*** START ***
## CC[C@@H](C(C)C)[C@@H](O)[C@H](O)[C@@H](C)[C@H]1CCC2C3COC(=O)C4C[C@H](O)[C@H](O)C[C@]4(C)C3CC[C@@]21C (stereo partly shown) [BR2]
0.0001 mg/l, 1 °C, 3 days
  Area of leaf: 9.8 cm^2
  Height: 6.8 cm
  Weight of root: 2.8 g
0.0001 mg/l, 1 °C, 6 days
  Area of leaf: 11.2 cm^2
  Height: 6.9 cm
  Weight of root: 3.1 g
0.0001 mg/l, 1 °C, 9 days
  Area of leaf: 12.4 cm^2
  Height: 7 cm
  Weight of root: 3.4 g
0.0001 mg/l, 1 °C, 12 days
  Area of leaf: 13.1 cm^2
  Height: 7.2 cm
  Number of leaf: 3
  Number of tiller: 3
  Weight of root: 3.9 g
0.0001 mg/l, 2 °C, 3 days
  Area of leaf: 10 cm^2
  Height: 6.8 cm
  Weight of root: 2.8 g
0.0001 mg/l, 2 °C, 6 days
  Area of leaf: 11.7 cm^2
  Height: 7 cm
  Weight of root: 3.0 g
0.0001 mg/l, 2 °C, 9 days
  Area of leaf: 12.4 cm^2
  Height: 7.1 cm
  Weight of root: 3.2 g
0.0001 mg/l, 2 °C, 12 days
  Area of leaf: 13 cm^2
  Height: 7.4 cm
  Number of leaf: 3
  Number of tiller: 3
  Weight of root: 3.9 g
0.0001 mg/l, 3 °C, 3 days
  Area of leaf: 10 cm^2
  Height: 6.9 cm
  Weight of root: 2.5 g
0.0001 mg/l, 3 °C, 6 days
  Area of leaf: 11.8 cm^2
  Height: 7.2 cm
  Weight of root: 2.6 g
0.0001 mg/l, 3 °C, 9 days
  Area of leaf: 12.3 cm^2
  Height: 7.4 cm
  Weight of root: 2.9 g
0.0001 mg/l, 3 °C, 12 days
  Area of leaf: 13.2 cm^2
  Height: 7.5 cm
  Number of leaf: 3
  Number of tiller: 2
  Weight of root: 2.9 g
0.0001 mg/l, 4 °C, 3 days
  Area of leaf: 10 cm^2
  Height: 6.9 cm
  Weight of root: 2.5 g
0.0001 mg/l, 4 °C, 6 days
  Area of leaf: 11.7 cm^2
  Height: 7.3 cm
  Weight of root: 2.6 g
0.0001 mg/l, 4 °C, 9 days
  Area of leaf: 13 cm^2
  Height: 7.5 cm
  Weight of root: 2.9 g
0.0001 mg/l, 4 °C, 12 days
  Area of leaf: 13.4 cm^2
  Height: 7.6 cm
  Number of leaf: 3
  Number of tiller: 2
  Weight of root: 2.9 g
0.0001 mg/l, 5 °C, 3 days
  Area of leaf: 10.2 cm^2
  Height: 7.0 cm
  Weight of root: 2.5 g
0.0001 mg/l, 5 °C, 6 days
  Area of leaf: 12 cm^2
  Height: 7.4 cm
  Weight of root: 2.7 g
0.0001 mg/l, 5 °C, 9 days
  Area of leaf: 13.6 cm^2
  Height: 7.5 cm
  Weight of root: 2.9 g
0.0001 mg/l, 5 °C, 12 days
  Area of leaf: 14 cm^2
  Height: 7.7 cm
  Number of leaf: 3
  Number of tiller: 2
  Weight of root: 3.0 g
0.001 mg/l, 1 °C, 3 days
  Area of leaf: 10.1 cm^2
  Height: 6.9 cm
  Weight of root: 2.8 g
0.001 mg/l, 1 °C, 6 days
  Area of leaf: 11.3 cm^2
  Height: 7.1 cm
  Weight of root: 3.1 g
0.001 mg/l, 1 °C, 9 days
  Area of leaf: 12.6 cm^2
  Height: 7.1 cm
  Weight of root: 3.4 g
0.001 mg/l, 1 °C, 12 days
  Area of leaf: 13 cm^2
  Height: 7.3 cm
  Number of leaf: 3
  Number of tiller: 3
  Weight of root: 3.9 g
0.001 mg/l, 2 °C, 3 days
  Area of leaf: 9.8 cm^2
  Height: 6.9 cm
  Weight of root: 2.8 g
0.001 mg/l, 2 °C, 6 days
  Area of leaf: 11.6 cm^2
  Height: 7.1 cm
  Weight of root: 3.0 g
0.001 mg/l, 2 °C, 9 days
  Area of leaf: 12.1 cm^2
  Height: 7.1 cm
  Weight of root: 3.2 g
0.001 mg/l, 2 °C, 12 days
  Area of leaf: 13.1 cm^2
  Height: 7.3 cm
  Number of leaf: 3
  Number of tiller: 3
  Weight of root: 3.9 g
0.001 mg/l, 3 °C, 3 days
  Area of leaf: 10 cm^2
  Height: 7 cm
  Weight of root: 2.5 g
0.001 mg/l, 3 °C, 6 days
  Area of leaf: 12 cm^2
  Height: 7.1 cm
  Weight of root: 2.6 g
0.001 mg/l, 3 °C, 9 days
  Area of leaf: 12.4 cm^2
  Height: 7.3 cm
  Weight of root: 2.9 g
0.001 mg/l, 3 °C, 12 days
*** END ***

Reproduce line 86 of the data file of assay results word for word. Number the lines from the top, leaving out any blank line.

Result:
0.0001 mg/l, 5 °C, 12 days